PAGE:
As to deciding at which stage it is appropriate to include biosecurity requirements will depend on the exact wording and the particular procurement requirement, some issues may be addressed at either stage (but not at both).
It needs to be emphasised that they must be both proportionate and relevant and there must be a clear methodology to evaluate responses. Where services are being procured care must be taken to ensure that requirements placed on tenderers are both relevant and proportionate. In terms of products supplied a tenderer may have responsibility for the production methods and place of origin.
Selection criteria are concerned with the capability and capacity of an economic operator to deliver the concerned contract.
They do not focus on how an economic operator proposes to perform the contract; this is assessed at the award stage. The key point in ensuring that contact opportunities are accessible is to ensure that the selection criteria are proportionate to the requirement.
Where a biosecurity requirement is considered relevant, it may not always be appropriate to assess it at this stage.
Contracting authorities must give consideration to whether previous experience of delivering a contract where biosecurity was relevant is required to be able to deliver the proposed contract.
Care must be undertaken when establishing relevant experience so small and medium sized enterprises and new suppliers in the market are not prohibited from bidding.
When selecting suppliers it is essential to assess the technical capabilities that will be required for the products or services you are procuring to meet your needs.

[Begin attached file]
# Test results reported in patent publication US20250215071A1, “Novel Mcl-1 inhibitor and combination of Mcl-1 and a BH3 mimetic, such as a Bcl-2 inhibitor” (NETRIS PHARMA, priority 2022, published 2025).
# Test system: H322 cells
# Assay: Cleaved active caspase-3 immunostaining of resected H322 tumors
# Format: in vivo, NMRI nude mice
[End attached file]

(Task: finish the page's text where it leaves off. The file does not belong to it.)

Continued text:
Not only is this useful from the buyer’s point of view, as suppliers that can clearly not meet the requirement will be eliminated, but it is also useful for the suppliers as they have a very clear understanding of how serious you are about sustainability and what will be essential for their submission to be successful.
Any selection criteria deemed appropriate must be tested through the format of the European Single Procurement Document (ESPD).
The ESPD consists of a fixed set of questions that allows bidders to self-declare whether they meet the exclusion and selection criteria.
Contracting authorities must incorporate statements into their contract notice or prior information notice (PIN) to help with the interpretation of the standardised questions in the ESPD.
If you are looking for experience of biosecurity in the past, then this could be worked into the experience related sections of the ESPD (parts 4C.1 and 4C.1.2 as candidates to provide relevant examples of contract carried out in the past, “as specified in the Contract Notice”).
To assess the capability of suppliers in understanding the relevant issues and working sympathetically in areas sensitive to harm:
‘In answering question 4C.1 please detail your understanding, experience and achievements in cost-effectively providing [insert service] services that minimise biosecurity risks.'
An ideal response would provide the following:
- evidence of having achieved comprehensive biosecurity management for clients using alternative products/materials
- recommendations for changes/adaptations to reduce adverse impacts in a cost effective way
For example, the Forestry Commission (links to a pdf document) states that biosecurity measures applying to trees are 'a series of precautionary steps designed to reduce the risk of transmission of harmful organisms and must address ‘movement pathways’ for such organisms. In the context of this guidance, good biosecurity practice refers to ways of working that minimise the risk of contamination and the spread of pests and invasive plants. Unless stated otherwise, the term “pest” should be taken to include all invertebrate, bacterial or fungal organisms that are harmful to trees'.